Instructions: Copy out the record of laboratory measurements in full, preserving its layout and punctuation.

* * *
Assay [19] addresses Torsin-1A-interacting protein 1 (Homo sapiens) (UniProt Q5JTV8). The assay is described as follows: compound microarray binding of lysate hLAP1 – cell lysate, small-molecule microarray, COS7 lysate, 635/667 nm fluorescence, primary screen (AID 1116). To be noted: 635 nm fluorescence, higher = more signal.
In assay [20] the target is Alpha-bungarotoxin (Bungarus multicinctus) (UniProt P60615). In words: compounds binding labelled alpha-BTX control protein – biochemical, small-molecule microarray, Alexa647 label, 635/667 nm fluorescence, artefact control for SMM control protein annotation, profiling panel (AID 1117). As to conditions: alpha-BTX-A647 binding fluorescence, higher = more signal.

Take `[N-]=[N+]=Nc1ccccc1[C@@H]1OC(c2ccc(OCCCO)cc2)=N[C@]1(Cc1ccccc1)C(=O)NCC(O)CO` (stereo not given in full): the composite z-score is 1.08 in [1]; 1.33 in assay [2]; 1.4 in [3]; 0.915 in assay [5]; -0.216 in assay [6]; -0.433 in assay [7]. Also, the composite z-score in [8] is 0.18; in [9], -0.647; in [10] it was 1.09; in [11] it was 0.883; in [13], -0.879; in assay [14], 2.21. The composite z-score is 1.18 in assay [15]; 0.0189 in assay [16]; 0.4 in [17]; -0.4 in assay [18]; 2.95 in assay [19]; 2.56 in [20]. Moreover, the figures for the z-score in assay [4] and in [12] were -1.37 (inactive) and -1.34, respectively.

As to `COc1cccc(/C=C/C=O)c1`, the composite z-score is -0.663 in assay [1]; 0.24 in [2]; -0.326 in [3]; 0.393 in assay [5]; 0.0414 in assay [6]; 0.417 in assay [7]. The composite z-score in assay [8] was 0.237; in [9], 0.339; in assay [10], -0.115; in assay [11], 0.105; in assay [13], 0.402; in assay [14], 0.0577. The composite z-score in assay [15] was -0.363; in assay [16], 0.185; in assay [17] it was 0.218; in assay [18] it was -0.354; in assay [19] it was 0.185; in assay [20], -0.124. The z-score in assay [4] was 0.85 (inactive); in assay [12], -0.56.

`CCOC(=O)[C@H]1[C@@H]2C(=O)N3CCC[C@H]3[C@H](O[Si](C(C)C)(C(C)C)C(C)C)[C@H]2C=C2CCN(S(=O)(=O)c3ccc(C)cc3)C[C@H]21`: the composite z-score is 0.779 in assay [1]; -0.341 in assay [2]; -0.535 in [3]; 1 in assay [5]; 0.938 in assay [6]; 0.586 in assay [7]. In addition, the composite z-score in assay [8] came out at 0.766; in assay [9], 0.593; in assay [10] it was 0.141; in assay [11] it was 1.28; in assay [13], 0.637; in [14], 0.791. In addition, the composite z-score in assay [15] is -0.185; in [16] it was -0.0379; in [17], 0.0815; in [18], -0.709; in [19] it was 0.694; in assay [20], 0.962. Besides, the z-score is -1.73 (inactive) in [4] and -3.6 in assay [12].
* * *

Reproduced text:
Assay [19] addresses Torsin-1A-interacting protein 1 (Homo sapiens) (UniProt Q5JTV8). The assay is described as follows: compound microarray binding of lysate hLAP1 – cell lysate, small-molecule microarray, COS7 lysate, 635/667 nm fluorescence, primary screen (AID 1116). To be noted: 635 nm fluorescence, higher = more signal.
In assay [20] the target is Alpha-bungarotoxin (Bungarus multicinctus) (UniProt P60615). In words: compounds binding labelled alpha-BTX control protein – biochemical, small-molecule microarray, Alexa647 label, 635/667 nm fluorescence, artefact control for SMM control protein annotation, profiling panel (AID 1117). As to conditions: alpha-BTX-A647 binding fluorescence, higher = more signal.

Take `[N-]=[N+]=Nc1ccccc1[C@@H]1OC(c2ccc(OCCCO)cc2)=N[C@]1(Cc1ccccc1)C(=O)NCC(O)CO` (stereo not given in full): the composite z-score is 1.08 in [1]; 1.33 in assay [2]; 1.4 in [3]; 0.915 in assay [5]; -0.216 in assay [6]; -0.433 in assay [7]. Also, the composite z-score in [8] is 0.18; in [9], -0.647; in [10] it was 1.09; in [11] it was 0.883; in [13], -0.879; in assay [14], 2.21. The composite z-score is 1.18 in assay [15]; 0.0189 in assay [16]; 0.4 in [17]; -0.4 in assay [18]; 2.95 in assay [19]; 2.56 in [20]. Moreover, the figures for the z-score in assay [4] and in [12] were -1.37 (inactive) and -1.34, respectively.

As to `COc1cccc(/C=C/C=O)c1`, the composite z-score is -0.663 in assay [1]; 0.24 in [2]; -0.326 in [3]; 0.393 in assay [5]; 0.0414 in assay [6]; 0.417 in assay [7]. The composite z-score in assay [8] was 0.237; in [9], 0.339; in assay [10], -0.115; in assay [11], 0.105; in assay [13], 0.402; in assay [14], 0.0577. The composite z-score in assay [15] was -0.363; in assay [16], 0.185; in assay [17] it was 0.218; in assay [18] it was -0.354; in assay [19] it was 0.185; in assay [20], -0.124. The z-score in assay [4] was 0.85 (inactive); in assay [12], -0.56.

`CCOC(=O)[C@H]1[C@@H]2C(=O)N3CCC[C@H]3[C@H](O[Si](C(C)C)(C(C)C)C(C)C)[C@H]2C=C2CCN(S(=O)(=O)c3ccc(C)cc3)C[C@H]21`: the composite z-score is 0.779 in assay [1]; -0.341 in assay [2]; -0.535 in [3]; 1 in assay [5]; 0.938 in assay [6]; 0.586 in assay [7]. In addition, the composite z-score in assay [8] came out at 0.766; in assay [9], 0.593; in assay [10] it was 0.141; in assay [11] it was 1.28; in assay [13], 0.637; in [14], 0.791. In addition, the composite z-score in assay [15] is -0.185; in [16] it was -0.0379; in [17], 0.0815; in [18], -0.709; in [19] it was 0.694; in assay [20], 0.962. Besides, the z-score is -1.73 (inactive) in [4] and -3.6 in assay [12].